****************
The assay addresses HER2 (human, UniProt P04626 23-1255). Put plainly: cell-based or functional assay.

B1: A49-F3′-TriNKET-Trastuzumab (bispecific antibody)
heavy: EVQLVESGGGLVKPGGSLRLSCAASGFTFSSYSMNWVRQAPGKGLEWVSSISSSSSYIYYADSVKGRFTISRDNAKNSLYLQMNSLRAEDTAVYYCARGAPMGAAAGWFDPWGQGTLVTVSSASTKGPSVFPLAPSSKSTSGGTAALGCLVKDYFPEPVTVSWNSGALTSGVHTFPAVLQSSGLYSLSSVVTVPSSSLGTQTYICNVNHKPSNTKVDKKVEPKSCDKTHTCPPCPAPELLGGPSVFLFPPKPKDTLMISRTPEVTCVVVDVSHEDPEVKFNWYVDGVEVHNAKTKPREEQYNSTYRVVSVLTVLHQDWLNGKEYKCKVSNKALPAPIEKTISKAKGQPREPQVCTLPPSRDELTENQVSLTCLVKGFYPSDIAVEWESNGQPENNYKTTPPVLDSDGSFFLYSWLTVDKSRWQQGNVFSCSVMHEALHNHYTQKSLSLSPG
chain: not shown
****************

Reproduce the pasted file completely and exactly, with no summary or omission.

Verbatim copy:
The assay addresses HER2 (human, UniProt P04626 23-1255). Put plainly: cell-based or functional assay.

B1: A49-F3′-TriNKET-Trastuzumab (bispecific antibody)
heavy: EVQLVESGGGLVKPGGSLRLSCAASGFTFSSYSMNWVRQAPGKGLEWVSSISSSSSYIYYADSVKGRFTISRDNAKNSLYLQMNSLRAEDTAVYYCARGAPMGAAAGWFDPWGQGTLVTVSSASTKGPSVFPLAPSSKSTSGGTAALGCLVKDYFPEPVTVSWNSGALTSGVHTFPAVLQSSGLYSLSSVVTVPSSSLGTQTYICNVNHKPSNTKVDKKVEPKSCDKTHTCPPCPAPELLGGPSVFLFPPKPKDTLMISRTPEVTCVVVDVSHEDPEVKFNWYVDGVEVHNAKTKPREEQYNSTYRVVSVLTVLHQDWLNGKEYKCKVSNKALPAPIEKTISKAKGQPREPQVCTLPPSRDELTENQVSLTCLVKGFYPSDIAVEWESNGQPENNYKTTPPVLDSDGSFFLYSWLTVDKSRWQQGNVFSCSVMHEALHNHYTQKSLSLSPG
chain: not shown